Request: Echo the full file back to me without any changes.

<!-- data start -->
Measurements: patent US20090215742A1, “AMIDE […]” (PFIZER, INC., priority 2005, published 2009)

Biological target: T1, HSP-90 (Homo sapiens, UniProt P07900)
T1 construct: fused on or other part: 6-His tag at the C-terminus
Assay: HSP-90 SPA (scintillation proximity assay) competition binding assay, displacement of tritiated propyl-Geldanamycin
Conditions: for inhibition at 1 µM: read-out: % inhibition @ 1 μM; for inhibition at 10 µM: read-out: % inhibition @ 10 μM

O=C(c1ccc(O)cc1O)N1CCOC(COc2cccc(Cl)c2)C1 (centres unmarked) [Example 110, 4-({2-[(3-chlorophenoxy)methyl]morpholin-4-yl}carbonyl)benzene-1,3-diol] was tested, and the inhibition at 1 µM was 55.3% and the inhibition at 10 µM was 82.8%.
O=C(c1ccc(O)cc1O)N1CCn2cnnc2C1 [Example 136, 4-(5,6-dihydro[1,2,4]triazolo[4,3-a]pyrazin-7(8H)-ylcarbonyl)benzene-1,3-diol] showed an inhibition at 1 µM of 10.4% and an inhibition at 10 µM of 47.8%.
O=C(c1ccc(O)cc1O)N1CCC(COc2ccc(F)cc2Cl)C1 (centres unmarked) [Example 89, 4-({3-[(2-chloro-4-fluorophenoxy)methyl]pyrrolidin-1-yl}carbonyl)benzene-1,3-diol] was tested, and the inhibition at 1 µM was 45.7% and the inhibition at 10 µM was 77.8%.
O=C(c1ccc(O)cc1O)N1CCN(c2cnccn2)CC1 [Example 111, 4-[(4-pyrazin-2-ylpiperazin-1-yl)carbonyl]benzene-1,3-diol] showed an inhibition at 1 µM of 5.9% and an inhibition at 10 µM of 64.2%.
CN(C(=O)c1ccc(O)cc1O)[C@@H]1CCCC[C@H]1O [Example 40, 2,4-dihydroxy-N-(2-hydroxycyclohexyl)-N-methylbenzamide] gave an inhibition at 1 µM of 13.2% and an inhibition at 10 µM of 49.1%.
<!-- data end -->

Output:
Measurements: patent US20090215742A1, “AMIDE […]” (PFIZER, INC., priority 2005, published 2009)

Biological target: T1, HSP-90 (Homo sapiens, UniProt P07900)
T1 construct: fused on or other part: 6-His tag at the C-terminus
Assay: HSP-90 SPA (scintillation proximity assay) competition binding assay, displacement of tritiated propyl-Geldanamycin
Conditions: for inhibition at 1 µM: read-out: % inhibition @ 1 μM; for inhibition at 10 µM: read-out: % inhibition @ 10 μM

O=C(c1ccc(O)cc1O)N1CCOC(COc2cccc(Cl)c2)C1 (centres unmarked) [Example 110, 4-({2-[(3-chlorophenoxy)methyl]morpholin-4-yl}carbonyl)benzene-1,3-diol] was tested, and the inhibition at 1 µM was 55.3% and the inhibition at 10 µM was 82.8%.
O=C(c1ccc(O)cc1O)N1CCn2cnnc2C1 [Example 136, 4-(5,6-dihydro[1,2,4]triazolo[4,3-a]pyrazin-7(8H)-ylcarbonyl)benzene-1,3-diol] showed an inhibition at 1 µM of 10.4% and an inhibition at 10 µM of 47.8%.
O=C(c1ccc(O)cc1O)N1CCC(COc2ccc(F)cc2Cl)C1 (centres unmarked) [Example 89, 4-({3-[(2-chloro-4-fluorophenoxy)methyl]pyrrolidin-1-yl}carbonyl)benzene-1,3-diol] was tested, and the inhibition at 1 µM was 45.7% and the inhibition at 10 µM was 77.8%.
O=C(c1ccc(O)cc1O)N1CCN(c2cnccn2)CC1 [Example 111, 4-[(4-pyrazin-2-ylpiperazin-1-yl)carbonyl]benzene-1,3-diol] showed an inhibition at 1 µM of 5.9% and an inhibition at 10 µM of 64.2%.
CN(C(=O)c1ccc(O)cc1O)[C@@H]1CCCC[C@H]1O [Example 40, 2,4-dihydroxy-N-(2-hydroxycyclohexyl)-N-methylbenzamide] gave an inhibition at 1 µM of 13.2% and an inhibition at 10 µM of 49.1%.